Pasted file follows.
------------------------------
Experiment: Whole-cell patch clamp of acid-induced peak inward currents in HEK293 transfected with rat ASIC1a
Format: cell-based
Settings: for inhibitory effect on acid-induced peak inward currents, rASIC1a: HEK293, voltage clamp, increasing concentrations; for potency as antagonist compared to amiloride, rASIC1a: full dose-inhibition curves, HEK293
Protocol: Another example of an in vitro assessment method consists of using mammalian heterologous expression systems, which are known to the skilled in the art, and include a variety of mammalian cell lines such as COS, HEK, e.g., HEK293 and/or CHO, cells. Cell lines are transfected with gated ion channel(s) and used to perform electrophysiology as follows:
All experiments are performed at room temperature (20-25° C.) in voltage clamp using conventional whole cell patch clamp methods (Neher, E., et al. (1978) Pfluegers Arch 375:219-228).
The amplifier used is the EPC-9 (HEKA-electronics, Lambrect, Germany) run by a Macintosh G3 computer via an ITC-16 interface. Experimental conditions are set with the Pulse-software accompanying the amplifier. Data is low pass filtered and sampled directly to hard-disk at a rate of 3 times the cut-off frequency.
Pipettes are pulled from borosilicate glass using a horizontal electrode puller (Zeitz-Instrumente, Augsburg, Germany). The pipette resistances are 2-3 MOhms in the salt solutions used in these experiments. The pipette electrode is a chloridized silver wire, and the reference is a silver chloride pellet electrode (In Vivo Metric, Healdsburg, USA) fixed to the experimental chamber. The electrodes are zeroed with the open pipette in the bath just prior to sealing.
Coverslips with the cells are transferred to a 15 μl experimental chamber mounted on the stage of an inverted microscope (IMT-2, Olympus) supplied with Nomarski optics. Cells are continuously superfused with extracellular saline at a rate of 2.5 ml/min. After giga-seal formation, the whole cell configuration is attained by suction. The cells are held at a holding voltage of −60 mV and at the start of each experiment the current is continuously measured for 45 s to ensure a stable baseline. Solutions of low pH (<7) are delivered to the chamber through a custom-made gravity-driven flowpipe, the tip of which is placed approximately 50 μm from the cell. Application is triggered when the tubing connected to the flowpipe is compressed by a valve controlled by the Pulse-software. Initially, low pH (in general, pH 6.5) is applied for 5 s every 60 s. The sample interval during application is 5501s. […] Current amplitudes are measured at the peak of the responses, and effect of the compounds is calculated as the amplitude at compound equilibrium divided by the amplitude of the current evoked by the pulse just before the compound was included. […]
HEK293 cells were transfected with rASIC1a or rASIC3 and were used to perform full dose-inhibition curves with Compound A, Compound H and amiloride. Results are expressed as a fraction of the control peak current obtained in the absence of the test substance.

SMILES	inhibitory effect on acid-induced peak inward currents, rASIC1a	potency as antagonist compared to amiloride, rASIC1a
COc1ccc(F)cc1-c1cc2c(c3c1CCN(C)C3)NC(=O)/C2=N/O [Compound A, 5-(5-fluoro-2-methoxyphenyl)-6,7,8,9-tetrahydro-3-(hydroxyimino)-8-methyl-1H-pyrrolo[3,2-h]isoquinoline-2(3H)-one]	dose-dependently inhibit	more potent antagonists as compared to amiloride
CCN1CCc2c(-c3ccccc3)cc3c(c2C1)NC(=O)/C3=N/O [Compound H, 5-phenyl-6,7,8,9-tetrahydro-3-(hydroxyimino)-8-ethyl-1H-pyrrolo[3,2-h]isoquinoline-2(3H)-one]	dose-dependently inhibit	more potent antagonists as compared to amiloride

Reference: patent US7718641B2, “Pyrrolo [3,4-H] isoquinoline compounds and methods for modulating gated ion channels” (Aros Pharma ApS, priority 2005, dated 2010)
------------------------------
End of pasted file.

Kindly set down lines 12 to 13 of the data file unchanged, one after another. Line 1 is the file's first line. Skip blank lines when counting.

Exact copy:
CCN1CCc2c(-c3ccccc3)cc3c(c2C1)NC(=O)/C3=N/O [Compound H, 5-phenyl-6,7,8,9-tetrahydro-3-(hydroxyimino)-8-ethyl-1H-pyrrolo[3,2-h]isoquinoline-2(3H)-one]	dose-dependently inhibit	more potent antagonists as compared to amiloride

Reference: patent US7718641B2, “Pyrrolo [3,4-H] isoquinoline compounds and methods for modulating gated ion channels” (Aros Pharma ApS, priority 2005, dated 2010)